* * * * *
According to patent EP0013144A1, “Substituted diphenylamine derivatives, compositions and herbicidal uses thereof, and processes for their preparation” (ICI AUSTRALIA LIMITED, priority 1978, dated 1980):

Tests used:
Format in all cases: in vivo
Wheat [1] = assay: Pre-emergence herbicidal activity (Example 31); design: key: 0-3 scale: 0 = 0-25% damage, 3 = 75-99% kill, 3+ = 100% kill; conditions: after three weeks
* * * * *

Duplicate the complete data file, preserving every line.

According to patent EP0013144A1, “Substituted diphenylamine derivatives, compositions and herbicidal uses thereof, and processes for their preparation” (ICI AUSTRALIA LIMITED, priority 1978, dated 1980):

Tests used:
Format in all cases: in vivo
Wheat [1] = assay: Pre-emergence herbicidal activity (Example 31); design: key: 0-3 scale: 0 = 0-25% damage, 3 = 75-99% kill, 3+ = 100% kill; conditions: after three weeks